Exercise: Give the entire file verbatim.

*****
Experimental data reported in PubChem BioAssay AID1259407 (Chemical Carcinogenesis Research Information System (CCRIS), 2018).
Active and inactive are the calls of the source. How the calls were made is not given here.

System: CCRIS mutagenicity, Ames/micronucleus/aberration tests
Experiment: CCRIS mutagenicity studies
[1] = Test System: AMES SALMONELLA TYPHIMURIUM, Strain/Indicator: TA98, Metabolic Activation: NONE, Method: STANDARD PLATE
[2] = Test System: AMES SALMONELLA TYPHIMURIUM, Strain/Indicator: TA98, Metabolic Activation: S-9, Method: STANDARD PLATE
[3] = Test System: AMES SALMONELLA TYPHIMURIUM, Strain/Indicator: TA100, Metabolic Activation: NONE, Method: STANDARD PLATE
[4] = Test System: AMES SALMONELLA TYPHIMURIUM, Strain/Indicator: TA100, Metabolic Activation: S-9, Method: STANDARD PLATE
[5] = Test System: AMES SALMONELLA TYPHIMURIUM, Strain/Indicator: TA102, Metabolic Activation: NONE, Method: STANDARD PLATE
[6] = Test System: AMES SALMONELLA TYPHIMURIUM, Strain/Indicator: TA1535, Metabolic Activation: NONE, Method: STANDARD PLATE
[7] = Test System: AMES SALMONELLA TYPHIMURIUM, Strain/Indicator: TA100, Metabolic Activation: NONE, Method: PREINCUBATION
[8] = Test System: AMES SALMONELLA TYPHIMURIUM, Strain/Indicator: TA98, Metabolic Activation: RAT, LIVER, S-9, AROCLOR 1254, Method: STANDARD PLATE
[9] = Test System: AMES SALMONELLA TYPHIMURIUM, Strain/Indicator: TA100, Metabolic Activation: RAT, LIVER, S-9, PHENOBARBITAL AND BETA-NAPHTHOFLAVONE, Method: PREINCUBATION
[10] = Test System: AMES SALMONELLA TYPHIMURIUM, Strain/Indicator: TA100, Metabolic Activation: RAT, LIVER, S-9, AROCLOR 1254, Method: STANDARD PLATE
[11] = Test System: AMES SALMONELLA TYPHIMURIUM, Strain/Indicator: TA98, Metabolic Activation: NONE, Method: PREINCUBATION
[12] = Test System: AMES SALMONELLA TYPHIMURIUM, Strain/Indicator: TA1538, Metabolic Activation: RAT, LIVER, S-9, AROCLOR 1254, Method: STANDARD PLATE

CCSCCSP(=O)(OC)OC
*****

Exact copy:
Experimental data reported in PubChem BioAssay AID1259407 (Chemical Carcinogenesis Research Information System (CCRIS), 2018).
Active and inactive are the calls of the source. How the calls were made is not given here.

System: CCRIS mutagenicity, Ames/micronucleus/aberration tests
Experiment: CCRIS mutagenicity studies
[1] = Test System: AMES SALMONELLA TYPHIMURIUM, Strain/Indicator: TA98, Metabolic Activation: NONE, Method: STANDARD PLATE
[2] = Test System: AMES SALMONELLA TYPHIMURIUM, Strain/Indicator: TA98, Metabolic Activation: S-9, Method: STANDARD PLATE
[3] = Test System: AMES SALMONELLA TYPHIMURIUM, Strain/Indicator: TA100, Metabolic Activation: NONE, Method: STANDARD PLATE
[4] = Test System: AMES SALMONELLA TYPHIMURIUM, Strain/Indicator: TA100, Metabolic Activation: S-9, Method: STANDARD PLATE
[5] = Test System: AMES SALMONELLA TYPHIMURIUM, Strain/Indicator: TA102, Metabolic Activation: NONE, Method: STANDARD PLATE
[6] = Test System: AMES SALMONELLA TYPHIMURIUM, Strain/Indicator: TA1535, Metabolic Activation: NONE, Method: STANDARD PLATE
[7] = Test System: AMES SALMONELLA TYPHIMURIUM, Strain/Indicator: TA100, Metabolic Activation: NONE, Method: PREINCUBATION
[8] = Test System: AMES SALMONELLA TYPHIMURIUM, Strain/Indicator: TA98, Metabolic Activation: RAT, LIVER, S-9, AROCLOR 1254, Method: STANDARD PLATE
[9] = Test System: AMES SALMONELLA TYPHIMURIUM, Strain/Indicator: TA100, Metabolic Activation: RAT, LIVER, S-9, PHENOBARBITAL AND BETA-NAPHTHOFLAVONE, Method: PREINCUBATION
[10] = Test System: AMES SALMONELLA TYPHIMURIUM, Strain/Indicator: TA100, Metabolic Activation: RAT, LIVER, S-9, AROCLOR 1254, Method: STANDARD PLATE
[11] = Test System: AMES SALMONELLA TYPHIMURIUM, Strain/Indicator: TA98, Metabolic Activation: NONE, Method: PREINCUBATION
[12] = Test System: AMES SALMONELLA TYPHIMURIUM, Strain/Indicator: TA1538, Metabolic Activation: RAT, LIVER, S-9, AROCLOR 1254, Method: STANDARD PLATE

CCSCCSP(=O)(OC)OC